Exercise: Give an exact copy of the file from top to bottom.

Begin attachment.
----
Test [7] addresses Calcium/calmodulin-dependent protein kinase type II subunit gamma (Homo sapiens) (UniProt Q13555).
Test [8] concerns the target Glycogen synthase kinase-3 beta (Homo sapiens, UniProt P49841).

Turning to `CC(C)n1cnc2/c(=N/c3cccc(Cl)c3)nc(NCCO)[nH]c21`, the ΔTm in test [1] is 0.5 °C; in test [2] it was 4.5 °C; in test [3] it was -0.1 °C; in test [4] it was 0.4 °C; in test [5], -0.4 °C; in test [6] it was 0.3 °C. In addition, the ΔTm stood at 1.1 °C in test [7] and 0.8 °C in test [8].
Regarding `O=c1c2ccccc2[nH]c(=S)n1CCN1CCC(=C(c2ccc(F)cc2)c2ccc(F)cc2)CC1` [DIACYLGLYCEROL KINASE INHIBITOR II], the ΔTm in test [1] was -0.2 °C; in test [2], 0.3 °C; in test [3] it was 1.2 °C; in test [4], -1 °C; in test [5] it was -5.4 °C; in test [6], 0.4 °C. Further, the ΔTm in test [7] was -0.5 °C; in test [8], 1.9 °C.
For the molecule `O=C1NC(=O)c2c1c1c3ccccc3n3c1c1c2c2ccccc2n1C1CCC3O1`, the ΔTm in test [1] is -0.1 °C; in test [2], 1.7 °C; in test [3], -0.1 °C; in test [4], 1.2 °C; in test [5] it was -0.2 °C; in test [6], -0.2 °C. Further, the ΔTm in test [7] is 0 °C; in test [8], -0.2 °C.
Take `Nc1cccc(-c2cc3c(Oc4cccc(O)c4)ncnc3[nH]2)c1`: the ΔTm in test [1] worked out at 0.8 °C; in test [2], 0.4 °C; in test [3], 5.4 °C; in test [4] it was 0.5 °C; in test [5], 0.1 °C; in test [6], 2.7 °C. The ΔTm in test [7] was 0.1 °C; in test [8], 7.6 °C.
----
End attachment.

Test [7] addresses Calcium/calmodulin-dependent protein kinase type II subunit gamma (Homo sapiens) (UniProt Q13555).
Test [8] concerns the target Glycogen synthase kinase-3 beta (Homo sapiens, UniProt P49841).

Turning to `CC(C)n1cnc2/c(=N/c3cccc(Cl)c3)nc(NCCO)[nH]c21`, the ΔTm in test [1] is 0.5 °C; in test [2] it was 4.5 °C; in test [3] it was -0.1 °C; in test [4] it was 0.4 °C; in test [5], -0.4 °C; in test [6] it was 0.3 °C. In addition, the ΔTm stood at 1.1 °C in test [7] and 0.8 °C in test [8].
Regarding `O=c1c2ccccc2[nH]c(=S)n1CCN1CCC(=C(c2ccc(F)cc2)c2ccc(F)cc2)CC1` [DIACYLGLYCEROL KINASE INHIBITOR II], the ΔTm in test [1] was -0.2 °C; in test [2], 0.3 °C; in test [3] it was 1.2 °C; in test [4], -1 °C; in test [5] it was -5.4 °C; in test [6], 0.4 °C. Further, the ΔTm in test [7] was -0.5 °C; in test [8], 1.9 °C.
For the molecule `O=C1NC(=O)c2c1c1c3ccccc3n3c1c1c2c2ccccc2n1C1CCC3O1`, the ΔTm in test [1] is -0.1 °C; in test [2], 1.7 °C; in test [3], -0.1 °C; in test [4], 1.2 °C; in test [5] it was -0.2 °C; in test [6], -0.2 °C. Further, the ΔTm in test [7] is 0 °C; in test [8], -0.2 °C.
Take `Nc1cccc(-c2cc3c(Oc4cccc(O)c4)ncnc3[nH]2)c1`: the ΔTm in test [1] worked out at 0.8 °C; in test [2], 0.4 °C; in test [3], 5.4 °C; in test [4] it was 0.5 °C; in test [5], 0.1 °C; in test [6], 2.7 °C. The ΔTm in test [7] was 0.1 °C; in test [8], 7.6 °C.